Aesthetics (or esthetics) is a branch of philosophy dealing with the nature of beauty. The word aesthetics was first used by German philosopher Alexander Gottlieb Baumgarten, who helped to establish the study of aesthetics as a separate philosophical field of study. The field has now branched into the realm of the scientific, however, with the advent of neuroesthetics, pioneered by Dr. Semir Zeki.
The word aesthetic can be used as a noun meaning "that which appeals to the senses." Someone's aesthetic has a lot to do with their artistic judgement. For example, an individual who wears flowered clothing, drives a flowered car, and paints their home with flowers has a particular aesthetic.
Some of the meaning of aesthetic as an adjective can be illuminated by comparing it to anaesthetic, which is by construction an antonym of aesthetic. If something is anaesthetic, it tends to dull the senses or cause sleepiness. In contrast, aesthetic may be thought of as anything that tends to enliven or invigorate or wake one up.
The philosophy of aesthetics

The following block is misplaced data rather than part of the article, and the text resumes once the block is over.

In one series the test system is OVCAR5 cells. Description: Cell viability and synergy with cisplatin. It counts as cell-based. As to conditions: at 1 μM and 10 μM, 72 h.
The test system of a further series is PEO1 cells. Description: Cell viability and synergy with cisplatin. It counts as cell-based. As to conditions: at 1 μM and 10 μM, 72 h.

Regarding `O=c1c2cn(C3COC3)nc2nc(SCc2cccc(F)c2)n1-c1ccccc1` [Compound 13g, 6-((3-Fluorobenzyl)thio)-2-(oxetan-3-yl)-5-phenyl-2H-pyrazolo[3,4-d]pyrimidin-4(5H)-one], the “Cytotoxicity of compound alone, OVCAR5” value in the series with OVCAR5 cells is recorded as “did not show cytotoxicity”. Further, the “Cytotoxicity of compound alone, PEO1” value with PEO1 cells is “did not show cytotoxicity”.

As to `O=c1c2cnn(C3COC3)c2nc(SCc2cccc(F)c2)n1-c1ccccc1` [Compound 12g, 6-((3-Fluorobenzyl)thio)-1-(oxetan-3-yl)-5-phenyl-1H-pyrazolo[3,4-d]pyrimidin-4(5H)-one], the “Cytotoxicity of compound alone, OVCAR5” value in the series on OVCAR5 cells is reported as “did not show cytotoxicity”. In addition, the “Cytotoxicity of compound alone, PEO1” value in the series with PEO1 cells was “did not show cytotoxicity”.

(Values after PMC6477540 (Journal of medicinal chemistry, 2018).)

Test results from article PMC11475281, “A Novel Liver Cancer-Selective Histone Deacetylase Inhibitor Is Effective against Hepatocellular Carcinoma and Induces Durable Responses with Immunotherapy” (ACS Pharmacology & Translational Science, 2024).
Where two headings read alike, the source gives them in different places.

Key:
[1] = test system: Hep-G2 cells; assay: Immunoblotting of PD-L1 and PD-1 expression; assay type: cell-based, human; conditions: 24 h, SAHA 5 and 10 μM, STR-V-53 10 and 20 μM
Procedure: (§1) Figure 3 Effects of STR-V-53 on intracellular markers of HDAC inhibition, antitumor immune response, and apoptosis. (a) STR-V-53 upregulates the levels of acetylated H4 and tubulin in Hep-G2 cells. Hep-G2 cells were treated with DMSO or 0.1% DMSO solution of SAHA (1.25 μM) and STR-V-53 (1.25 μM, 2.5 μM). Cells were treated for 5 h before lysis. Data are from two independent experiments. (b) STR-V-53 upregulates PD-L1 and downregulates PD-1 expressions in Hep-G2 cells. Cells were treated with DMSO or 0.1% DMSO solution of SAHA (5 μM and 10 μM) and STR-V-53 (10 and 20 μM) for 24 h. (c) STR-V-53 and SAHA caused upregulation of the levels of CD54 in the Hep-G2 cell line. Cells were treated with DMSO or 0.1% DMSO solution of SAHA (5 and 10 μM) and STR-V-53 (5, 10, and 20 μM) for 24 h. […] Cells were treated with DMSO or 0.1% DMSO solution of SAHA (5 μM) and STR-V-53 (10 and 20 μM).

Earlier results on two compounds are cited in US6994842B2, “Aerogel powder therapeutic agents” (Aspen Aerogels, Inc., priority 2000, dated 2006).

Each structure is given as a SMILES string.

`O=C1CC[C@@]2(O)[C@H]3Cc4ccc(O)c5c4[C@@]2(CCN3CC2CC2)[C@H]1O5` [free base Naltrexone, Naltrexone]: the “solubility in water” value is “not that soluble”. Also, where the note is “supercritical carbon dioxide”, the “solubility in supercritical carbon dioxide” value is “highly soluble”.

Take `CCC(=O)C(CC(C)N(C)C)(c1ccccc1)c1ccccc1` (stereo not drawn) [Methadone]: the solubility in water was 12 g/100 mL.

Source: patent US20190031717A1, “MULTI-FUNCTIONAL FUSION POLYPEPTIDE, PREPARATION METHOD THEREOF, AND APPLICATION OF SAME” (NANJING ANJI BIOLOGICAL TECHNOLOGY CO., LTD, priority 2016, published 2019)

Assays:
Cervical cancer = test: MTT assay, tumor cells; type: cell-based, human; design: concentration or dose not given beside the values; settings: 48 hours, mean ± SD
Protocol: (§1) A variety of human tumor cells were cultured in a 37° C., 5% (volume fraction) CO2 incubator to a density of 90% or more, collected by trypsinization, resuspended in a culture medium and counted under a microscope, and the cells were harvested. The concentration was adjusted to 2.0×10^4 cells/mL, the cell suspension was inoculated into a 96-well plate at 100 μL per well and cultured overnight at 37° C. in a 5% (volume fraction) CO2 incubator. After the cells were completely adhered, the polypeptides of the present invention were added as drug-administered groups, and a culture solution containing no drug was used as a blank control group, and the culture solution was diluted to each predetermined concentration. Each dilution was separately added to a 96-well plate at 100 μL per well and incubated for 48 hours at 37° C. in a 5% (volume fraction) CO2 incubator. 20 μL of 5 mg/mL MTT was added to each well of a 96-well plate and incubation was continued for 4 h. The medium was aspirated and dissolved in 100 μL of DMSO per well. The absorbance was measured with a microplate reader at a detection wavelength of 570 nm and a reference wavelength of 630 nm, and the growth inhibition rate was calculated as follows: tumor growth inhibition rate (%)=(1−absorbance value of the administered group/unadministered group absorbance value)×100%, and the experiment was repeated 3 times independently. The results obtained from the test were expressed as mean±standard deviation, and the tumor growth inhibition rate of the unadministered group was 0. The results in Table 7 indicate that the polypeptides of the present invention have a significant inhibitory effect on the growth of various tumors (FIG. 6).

This study of aesthetics is well-developed in theology, e.g. "water, greenery, and a beautiful face" were identified by Muhammad, founder and Prophet of Islam, as the key things that any person could differentiate from the background.
It is particularly important to the study of the individual's moral core, which is formed by epigenetics and s through his or her lifetime, but has a common human foundation explored in cognitive science, anthropology and primatology.
Since actions or behavior can be said to have beauty beyond sensory appeal, aesthetics and ethics often overlap to the degree that this impression is embodied in a moral code or ethical code. Schopenhauer's aesthetics is one developed variation on this theme; Schopenhauer contrasted the contemplation of beauty against the evil world of the Will.
The theory of surrealist automatism is extra-aesthetic in that it is supposed to be practiced without (conscious) moral or aesthetic self-censorship.